Coupons Aren't Just for Groceries!
With a family of 5 with allergies and asthma, we spend a lot of time and money at the pharmacy.
And like any other family, we are on a budget. So, monthly refills at the pharmacy can really add up.
I went to pick up my daily controller inhaler, and the co-pay was $75. I was puzzled, because I usually pay $25 each month with a coupon. Then I realized it was January, so the coupon I was using must have expired. And you thought coupons were just for groceries?!
My pharmacy usually finds coupons for me and applies them to my prescription, but their computer system was acting up. The pharmacy tech asked if I still wanted to get the inhaler? I told her no, I will look online and try to find a coupon. She said she would do the same thing to save $50!
So, how do you find coupons? For me, it\'s pretty simple. I just do an internet search of the name of my inhaler and then the word "coupon". It usually takes me to the manufacturer\'s website.
It\'s important to know the name of your inhaler. Many families I work with will tell me they don\'t know the name of it, but it\'s orange (or blue or red, etc.) Look at the canister and it will have the name of your particular inhaler. If you don\'t have your inhaler with you, you can look at Allergy & Asthma Network\'s Respiratory Treatment poster. I love this poster and carry small copies in my briefcase as well as a copy on my phone. It really helps people to be able to see the photo of their inhaler and the name.
Once you get to the manufacturer\'s website, they will usually have you fill out a few questions and then will produce a code. You can save the code on your phone, or print out a copy if you are on a computer. Then take it to your pharmacy. It only took me a few minutes and instead of paying $75 for my inhaler, I paid $15. Not bad!
Comparing prices at pharmacies
There is also a website that you can use that will tell you the price of the medication at all of the pharmacies closest to you. I just looked up my daily, controller inhaler. My search listed 10 pharmacies closest to me, and the price ranges from $316 - $329 for one inhaler. A little savings can really add up with our family like ours. And for those of you with a high deductible who have to pay the cash price for your inhaler, it can help to compare prices on that website.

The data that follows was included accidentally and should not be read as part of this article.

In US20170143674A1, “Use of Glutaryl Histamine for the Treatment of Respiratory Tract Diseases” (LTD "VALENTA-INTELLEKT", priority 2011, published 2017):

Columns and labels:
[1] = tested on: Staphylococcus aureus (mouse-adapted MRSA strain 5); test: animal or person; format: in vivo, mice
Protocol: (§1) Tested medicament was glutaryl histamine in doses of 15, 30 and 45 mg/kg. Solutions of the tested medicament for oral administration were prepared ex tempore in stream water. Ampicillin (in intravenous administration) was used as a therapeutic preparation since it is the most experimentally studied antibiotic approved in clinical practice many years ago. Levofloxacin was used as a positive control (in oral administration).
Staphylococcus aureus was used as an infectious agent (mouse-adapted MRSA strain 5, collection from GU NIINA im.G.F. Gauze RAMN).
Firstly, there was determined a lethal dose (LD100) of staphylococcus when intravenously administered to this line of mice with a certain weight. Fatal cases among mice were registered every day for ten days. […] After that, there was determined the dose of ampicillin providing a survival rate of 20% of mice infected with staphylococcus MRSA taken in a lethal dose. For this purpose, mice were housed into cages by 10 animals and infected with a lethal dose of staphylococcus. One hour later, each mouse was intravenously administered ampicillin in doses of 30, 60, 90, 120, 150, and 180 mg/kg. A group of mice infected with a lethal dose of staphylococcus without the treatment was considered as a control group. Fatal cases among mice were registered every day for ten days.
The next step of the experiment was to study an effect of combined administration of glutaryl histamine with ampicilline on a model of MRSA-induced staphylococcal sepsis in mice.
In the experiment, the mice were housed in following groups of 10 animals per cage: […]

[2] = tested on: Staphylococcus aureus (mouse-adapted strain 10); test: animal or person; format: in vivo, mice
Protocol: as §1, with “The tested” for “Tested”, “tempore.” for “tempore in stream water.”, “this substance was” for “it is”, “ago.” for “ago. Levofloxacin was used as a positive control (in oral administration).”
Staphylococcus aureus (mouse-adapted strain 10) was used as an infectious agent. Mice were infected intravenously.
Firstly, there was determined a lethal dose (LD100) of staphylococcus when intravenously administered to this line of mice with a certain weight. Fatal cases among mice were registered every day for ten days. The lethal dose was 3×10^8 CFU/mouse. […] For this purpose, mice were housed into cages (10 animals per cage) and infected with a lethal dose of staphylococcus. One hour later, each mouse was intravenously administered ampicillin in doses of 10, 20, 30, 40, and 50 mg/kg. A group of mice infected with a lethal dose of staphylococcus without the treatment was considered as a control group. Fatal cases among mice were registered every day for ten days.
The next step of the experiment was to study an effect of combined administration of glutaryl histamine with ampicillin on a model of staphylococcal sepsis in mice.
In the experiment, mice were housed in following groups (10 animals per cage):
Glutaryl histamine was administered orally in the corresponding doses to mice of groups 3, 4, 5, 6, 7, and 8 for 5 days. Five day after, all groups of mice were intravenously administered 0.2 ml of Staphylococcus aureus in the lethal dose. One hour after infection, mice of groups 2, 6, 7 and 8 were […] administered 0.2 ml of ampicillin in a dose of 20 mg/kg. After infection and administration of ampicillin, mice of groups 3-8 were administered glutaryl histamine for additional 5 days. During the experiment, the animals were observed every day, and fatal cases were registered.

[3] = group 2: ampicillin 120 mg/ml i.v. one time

Free/low-cost/sliding scale clinics
Another option is to look for free/low-cost/sliding scale clinics near you. Most are based on income and have a sliding scale fee. So, you pay according to your wages. Many of these clinics also have pharmacies inside the clinic, which can save time and money.
Okay, not the kind of samples you get from the grocery store or warehouse store. These are drug samples from the drug companies. Sometimes, people will want to try a medication for a week or two and see if it works for them. If they like it, they can get the full prescription. So your doctor may be able to give you a sample inhaler (they usually only have 20 or so doses instead of 200.) But, it can help until payday.
So, hopefully, these ideas help if you are on a budget.
Are there any other ideas people have found that are helpful for saving money on inhalers?
Do you get muscle cramps caused by your asthma medicine?